One example of a very popularized disaster through the media was the earthquake in Haiti in 2010.  Haiti is a weak state that is one of the lowest ranked countries in the America’s region based on freedom.  Not only is it not very free, but its economy is also suffering.  Haiti remains one of the poorest countries in the Western Hemisphere and has an extremely high poverty statistic.  The effectiveness of the government directly correlates to the rebuilding of Haiti after the earthquake.  January 12, 2010 at 4:53 pm, a magnitude 7.0 earthquake struck Haiti, which is the most violent it had seen since the 18th century.  It was struck by two aftershocks at magnitudes at 5.9 and 5.5, respectively.  Several more aftershocks struck in the following providing insult to injury as Haitians struggled to recover from just the first earthquake.  Haiti saw much destruction.  Because much of the country is very poor, most housing structures are built fairly unstable and many shanty towns are present.  Not only is the infrastructure poor, but so is the economy.  Because of the low wealth of the country, they do not have a concrete crisis response plan put in place.  So, after the earthquake, everything was left in disrepair.  Buildings were all but destroyed, the city was still recovering from two previous hurricanes and was ill-equipped for the earthquake, and the state was unable to provide necessities like food and water to survivors who had lost everything.  At this point, Haiti had no choice but to turn to international allies to assist with reparations.  But, Haiti is still suffering from the aftermath of the earthquake and still is a very poor and weak state.

            For crisis response, the strength of the state is everything.  State strength will determine how effective crisis response plans and personnel are put into place.  For Albania, the response efforts were immediately deployed to the affected areas to assist with rescue and were even able to provide survivors with basic necessities after the fact.  Even when they received a curveball with the aftershocks, the response still acted appropriately.  The strong infrastructure prevented all buildings from totally collapsing.  But, in a case like Haiti, their poor government prevented them from having the proper crisis response plan, and the nation suffered.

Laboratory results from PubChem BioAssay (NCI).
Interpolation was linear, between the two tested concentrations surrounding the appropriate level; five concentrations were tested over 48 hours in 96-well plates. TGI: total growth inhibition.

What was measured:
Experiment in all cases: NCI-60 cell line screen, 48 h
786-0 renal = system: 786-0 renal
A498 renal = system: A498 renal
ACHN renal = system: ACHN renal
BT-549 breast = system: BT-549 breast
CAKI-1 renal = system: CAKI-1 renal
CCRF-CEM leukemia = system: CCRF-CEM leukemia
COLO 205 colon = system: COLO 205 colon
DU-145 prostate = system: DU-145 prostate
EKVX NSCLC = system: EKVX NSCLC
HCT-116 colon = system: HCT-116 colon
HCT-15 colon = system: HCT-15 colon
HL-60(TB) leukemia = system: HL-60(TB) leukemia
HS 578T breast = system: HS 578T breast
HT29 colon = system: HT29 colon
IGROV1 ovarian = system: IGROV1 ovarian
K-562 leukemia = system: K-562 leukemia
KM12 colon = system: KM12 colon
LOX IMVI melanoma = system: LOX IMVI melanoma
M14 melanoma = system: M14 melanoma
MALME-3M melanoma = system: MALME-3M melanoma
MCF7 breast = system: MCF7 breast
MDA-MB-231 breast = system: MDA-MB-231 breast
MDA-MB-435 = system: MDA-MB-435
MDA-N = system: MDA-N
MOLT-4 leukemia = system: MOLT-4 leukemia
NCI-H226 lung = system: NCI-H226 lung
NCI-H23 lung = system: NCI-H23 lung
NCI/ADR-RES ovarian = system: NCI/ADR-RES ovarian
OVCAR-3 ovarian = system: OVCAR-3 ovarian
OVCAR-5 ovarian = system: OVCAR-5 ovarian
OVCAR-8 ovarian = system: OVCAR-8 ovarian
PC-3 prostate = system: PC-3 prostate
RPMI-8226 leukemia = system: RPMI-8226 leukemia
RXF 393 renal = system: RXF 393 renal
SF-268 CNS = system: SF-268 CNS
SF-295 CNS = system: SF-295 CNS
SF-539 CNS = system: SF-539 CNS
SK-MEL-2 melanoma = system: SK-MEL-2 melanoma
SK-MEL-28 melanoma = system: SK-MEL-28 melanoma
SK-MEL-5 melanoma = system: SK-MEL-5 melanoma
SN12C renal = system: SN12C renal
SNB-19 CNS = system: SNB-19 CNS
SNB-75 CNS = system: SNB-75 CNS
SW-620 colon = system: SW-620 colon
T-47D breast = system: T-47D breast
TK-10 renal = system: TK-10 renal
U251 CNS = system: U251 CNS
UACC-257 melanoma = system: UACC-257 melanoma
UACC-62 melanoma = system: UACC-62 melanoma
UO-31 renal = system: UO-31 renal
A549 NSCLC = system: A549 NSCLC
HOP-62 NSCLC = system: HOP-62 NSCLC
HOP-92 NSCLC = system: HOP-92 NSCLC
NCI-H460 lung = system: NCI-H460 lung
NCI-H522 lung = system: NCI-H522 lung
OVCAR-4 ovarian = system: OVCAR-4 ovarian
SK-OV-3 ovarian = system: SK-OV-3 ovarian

Dwyer, Colin. “’Everything We Have Is Destroyed’: Albania Mourns After Deadly Earthquake.” NPR, NPR, 27 Nov. 2019,

Pallardy, Richard. “2010 Haiti Earthquake.” Encyclopædia Britannica, Encyclopædia Britannica, Inc., 1 Apr. 2019,

1 thought on “Crisis Response<span class="wtr-time-wrap after-title"><span class="wtr-time-number">4</span> min read</span>”

  1. Very interesting read. It’s very intriguing to analyze how tough self-improvement can be on nations who have been direly affected by natural disasters that are out of their control. Many countries are unable to act upon natural disasters due to poverty or lack of resources on a nation’s behalf. Many of those countries have to seek out the assistance of foreign powers, which is not easy. I like how you tied in the Haiti earthquake. Haiti is, I believe, the poorest country on Earth. The earthquake was devastating for them, especially considering there was very little they could do in response. You’re final point is definitely correct. The only states that are able to recover from crises are those with solid state strength.